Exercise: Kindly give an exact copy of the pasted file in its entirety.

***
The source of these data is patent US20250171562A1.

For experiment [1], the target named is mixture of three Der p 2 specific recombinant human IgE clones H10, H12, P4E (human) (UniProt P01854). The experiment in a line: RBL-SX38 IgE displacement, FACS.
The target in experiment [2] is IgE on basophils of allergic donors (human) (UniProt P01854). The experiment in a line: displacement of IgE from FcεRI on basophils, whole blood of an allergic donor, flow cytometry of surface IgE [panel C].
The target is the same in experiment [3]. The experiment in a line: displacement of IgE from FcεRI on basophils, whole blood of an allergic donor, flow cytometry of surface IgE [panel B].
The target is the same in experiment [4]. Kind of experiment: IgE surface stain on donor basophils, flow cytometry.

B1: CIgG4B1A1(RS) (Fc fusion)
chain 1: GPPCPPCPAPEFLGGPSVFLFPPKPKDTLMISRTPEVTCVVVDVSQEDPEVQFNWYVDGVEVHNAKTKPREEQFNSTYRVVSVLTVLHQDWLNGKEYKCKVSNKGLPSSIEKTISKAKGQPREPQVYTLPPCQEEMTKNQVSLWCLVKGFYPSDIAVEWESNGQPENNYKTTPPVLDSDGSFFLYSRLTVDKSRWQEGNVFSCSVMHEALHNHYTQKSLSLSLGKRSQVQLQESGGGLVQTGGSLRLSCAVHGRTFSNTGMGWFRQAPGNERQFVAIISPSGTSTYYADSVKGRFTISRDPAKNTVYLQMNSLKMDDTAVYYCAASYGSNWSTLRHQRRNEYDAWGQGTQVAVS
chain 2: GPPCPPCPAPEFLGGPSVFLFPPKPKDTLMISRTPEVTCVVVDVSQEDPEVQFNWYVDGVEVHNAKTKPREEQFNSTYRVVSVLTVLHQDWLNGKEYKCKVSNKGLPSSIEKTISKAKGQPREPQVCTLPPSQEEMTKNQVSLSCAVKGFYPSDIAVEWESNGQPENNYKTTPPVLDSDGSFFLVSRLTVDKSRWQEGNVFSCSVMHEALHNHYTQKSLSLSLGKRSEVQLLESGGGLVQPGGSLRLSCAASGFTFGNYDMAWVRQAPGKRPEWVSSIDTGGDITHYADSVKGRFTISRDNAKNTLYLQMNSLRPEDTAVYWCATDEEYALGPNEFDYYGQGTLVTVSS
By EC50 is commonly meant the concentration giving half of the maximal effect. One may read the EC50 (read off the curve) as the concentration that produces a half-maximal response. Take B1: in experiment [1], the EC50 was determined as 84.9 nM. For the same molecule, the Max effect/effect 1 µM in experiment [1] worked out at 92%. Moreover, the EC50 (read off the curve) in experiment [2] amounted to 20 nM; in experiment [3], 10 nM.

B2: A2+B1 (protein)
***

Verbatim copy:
The source of these data is patent US20250171562A1.

For experiment [1], the target named is mixture of three Der p 2 specific recombinant human IgE clones H10, H12, P4E (human) (UniProt P01854). The experiment in a line: RBL-SX38 IgE displacement, FACS.
The target in experiment [2] is IgE on basophils of allergic donors (human) (UniProt P01854). The experiment in a line: displacement of IgE from FcεRI on basophils, whole blood of an allergic donor, flow cytometry of surface IgE [panel C].
The target is the same in experiment [3]. The experiment in a line: displacement of IgE from FcεRI on basophils, whole blood of an allergic donor, flow cytometry of surface IgE [panel B].
The target is the same in experiment [4]. Kind of experiment: IgE surface stain on donor basophils, flow cytometry.

B1: CIgG4B1A1(RS) (Fc fusion)
chain 1: GPPCPPCPAPEFLGGPSVFLFPPKPKDTLMISRTPEVTCVVVDVSQEDPEVQFNWYVDGVEVHNAKTKPREEQFNSTYRVVSVLTVLHQDWLNGKEYKCKVSNKGLPSSIEKTISKAKGQPREPQVYTLPPCQEEMTKNQVSLWCLVKGFYPSDIAVEWESNGQPENNYKTTPPVLDSDGSFFLYSRLTVDKSRWQEGNVFSCSVMHEALHNHYTQKSLSLSLGKRSQVQLQESGGGLVQTGGSLRLSCAVHGRTFSNTGMGWFRQAPGNERQFVAIISPSGTSTYYADSVKGRFTISRDPAKNTVYLQMNSLKMDDTAVYYCAASYGSNWSTLRHQRRNEYDAWGQGTQVAVS
chain 2: GPPCPPCPAPEFLGGPSVFLFPPKPKDTLMISRTPEVTCVVVDVSQEDPEVQFNWYVDGVEVHNAKTKPREEQFNSTYRVVSVLTVLHQDWLNGKEYKCKVSNKGLPSSIEKTISKAKGQPREPQVCTLPPSQEEMTKNQVSLSCAVKGFYPSDIAVEWESNGQPENNYKTTPPVLDSDGSFFLVSRLTVDKSRWQEGNVFSCSVMHEALHNHYTQKSLSLSLGKRSEVQLLESGGGLVQPGGSLRLSCAASGFTFGNYDMAWVRQAPGKRPEWVSSIDTGGDITHYADSVKGRFTISRDNAKNTLYLQMNSLRPEDTAVYWCATDEEYALGPNEFDYYGQGTLVTVSS
By EC50 is commonly meant the concentration giving half of the maximal effect. One may read the EC50 (read off the curve) as the concentration that produces a half-maximal response. Take B1: in experiment [1], the EC50 was determined as 84.9 nM. For the same molecule, the Max effect/effect 1 µM in experiment [1] worked out at 92%. Moreover, the EC50 (read off the curve) in experiment [2] amounted to 20 nM; in experiment [3], 10 nM.

B2: A2+B1 (protein)